Cutting the Inequality

Girls sports do not cut players, which causes problems among the teams and budgets.


Annie Waldman, Opinion Editor

School sports tryouts are usually used to weed out the less experienced players and set different teams. For girls, however, the former is not a common practice. 

Girls sports have been overflowing with players for year, yet the coaches cannot do anything about it. PLHS has long had a precedent that coaches are not allowed to cut female players, even though boys can be cut.  

With this rule in place, evidently to avoid any emotional bruising of the female players, it pushes the stereotype that girls are emotionally weak. If they are strong enough physically to play sports, they should be strong enough emotionally to be cut from the team. And if still this is a concern for these players, where is this concern for the mental well-being of boys? It is the goal of schools to maintain even treatment of boys and girls, but this rule blatantly defies it.  

If anything, this rule enforces discrimination. If a boys team can cut players, a girls team should be able to do the same. Title IX keeps sports fair and competitive for both boys and girls, but competition is rendered null and void if every girl that tries out must be included. Boys JV and reserve teams thrive with a smaller and more selective team, but lower-level girls teams contain high numbers of players that do not play significant time. To most competitive athletes, this sounds worse than just being cut from the team in the first place.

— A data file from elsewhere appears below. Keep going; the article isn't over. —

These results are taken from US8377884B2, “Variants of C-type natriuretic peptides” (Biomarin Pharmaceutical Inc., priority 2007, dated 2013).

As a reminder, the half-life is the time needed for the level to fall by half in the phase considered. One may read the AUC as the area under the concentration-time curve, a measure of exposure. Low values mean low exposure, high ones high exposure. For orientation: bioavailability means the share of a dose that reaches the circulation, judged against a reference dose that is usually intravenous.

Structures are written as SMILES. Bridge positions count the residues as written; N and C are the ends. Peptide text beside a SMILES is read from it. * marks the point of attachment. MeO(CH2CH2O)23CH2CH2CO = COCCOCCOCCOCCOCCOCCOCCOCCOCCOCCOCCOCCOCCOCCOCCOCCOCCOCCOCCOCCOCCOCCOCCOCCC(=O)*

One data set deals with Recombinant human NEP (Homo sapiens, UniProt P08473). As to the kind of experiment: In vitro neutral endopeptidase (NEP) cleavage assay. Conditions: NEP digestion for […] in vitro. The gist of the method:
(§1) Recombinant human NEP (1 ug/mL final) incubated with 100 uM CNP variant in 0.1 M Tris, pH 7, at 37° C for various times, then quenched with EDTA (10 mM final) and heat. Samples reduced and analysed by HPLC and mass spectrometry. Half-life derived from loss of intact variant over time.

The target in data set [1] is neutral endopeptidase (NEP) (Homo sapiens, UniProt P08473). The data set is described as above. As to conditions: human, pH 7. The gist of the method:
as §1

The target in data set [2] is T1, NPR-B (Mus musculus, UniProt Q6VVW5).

By allowing everyone to play, teams unnecessarily fill up. Since more jerseys need to be purchased to keep up with the high numbers of players being kept on teams, more money from the athletic budget is wasted. If girls could be cut from teams, the school would ultimately save money and resources. Typically, girls sports do not have a ton of funding to begin with; by spending money on extra uniforms it drains the little budget that they do have, forcing the team to fundraise for equipment, which, unfortunately, is not a reliable source of revenue.  

We should get rid of this useless and ultimately damaging rule and allow coaches to cut players from teams. Girls teams would be more comparable to their male counterparts, making competition more fair. The only way to make teams truly equal is to have the same base rules and precedents.

This rule exemplifies the outdated and insulting expectation that girls are not emotionally prepared to be cut from a sports team, and it is a glaring problem that needs to be fixed.